Retirement can be a time of considerable change; you’ll no longer be working, you’ll have far more free time, and you’re likely to see some decline in your health. Effective retirement planning like having a pension in place can help you not just survive, but thrive during this later period of your life.
Why is retirement planning important?
It might be impossible to predict how the future might turn out, but we can at least stack the odds in our favour. We can do this by preparing accordingly, which is why planning for our retirement is a very smart idea.
You can’t work forever
At some point you’ll reach an age where you either won’t want to work anymore, or just can’t work anymore (due to health reasons, for example). And at that point you’ll need to rely on other means of income.
The State Pension won’t get you far
If you pay National Insurance for at least 10 years of your working life, you’ll qualify to receive the State Pension. As of August 2020, the most you can get from a State Pension is £175 per week (£9,110 per year). This isn’t very much to live on. In fact, if two partners combined their maximum State Pensions they’d still fall far short of the £27,000 per year retired households spend on average in the UK, according to a Which? survey.
Pensions benefit from compounding returns
In a nutshell, compounding returns is the term used to describe how investments appear to grow more over time. This is because pensions are invested in things that tend to grow year after year.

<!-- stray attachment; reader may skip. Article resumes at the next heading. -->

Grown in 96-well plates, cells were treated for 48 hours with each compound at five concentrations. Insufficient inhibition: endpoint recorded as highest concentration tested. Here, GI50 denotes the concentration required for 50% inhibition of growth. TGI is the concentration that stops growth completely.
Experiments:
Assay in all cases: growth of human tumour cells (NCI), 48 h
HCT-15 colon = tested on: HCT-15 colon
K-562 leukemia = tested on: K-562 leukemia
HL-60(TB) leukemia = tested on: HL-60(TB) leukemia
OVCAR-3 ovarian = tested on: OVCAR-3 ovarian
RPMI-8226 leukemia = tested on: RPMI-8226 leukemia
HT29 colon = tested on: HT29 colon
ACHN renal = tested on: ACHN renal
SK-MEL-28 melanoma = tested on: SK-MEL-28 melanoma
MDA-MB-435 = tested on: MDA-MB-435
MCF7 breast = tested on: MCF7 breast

For example, if £100 today grew 4% over the next year it would increase by £4. But if that £104 grew 4% again the next year, it would increase by £4.16 to £108.16. This is the power of compounding returns. If you start investing young enough, you could benefit from compounding returns for up to 50 years.
We’re living longer than ever
With the average life expectancy continuing to rise, more of us will be spending more time in retirement than ever before.
On the one hand, this is great - there’s more time to spend doing the things we’ve always wanted! On the other, it means you’ll need to stretch out your finances so that you’ve the income to support you for longer.
You’ll want to enjoy your retirement
Retirement is the perfect time to travel to those unvisited places you always wanted to visit, start a new hobby you’ve been delaying, or spend more time with your grandchildren. Unfortunately, most of these things don’t come for free.
Income from a pension could help you achieve all this. And if you’re still reliant on working for money when you’re older, you’ll have less time available to spend doing what you love.
You might see your health decline
Sadly, growing old doesn’t come without its downsides. As we get older our risk of developing a serious health condition increases. This is why it’s important to have money available to support you if you need it. This might include paying for health insurance, emergency treatment, or assisted living.
You won’t become a financial burden on your family
Having income retirement in place will help you pay for any unexpected personal expenses without needing to rely on the help of others. Of course, there are many circumstances where this is unavoidable, but having your own retirement income in place could go a long way to relieving the burden on others.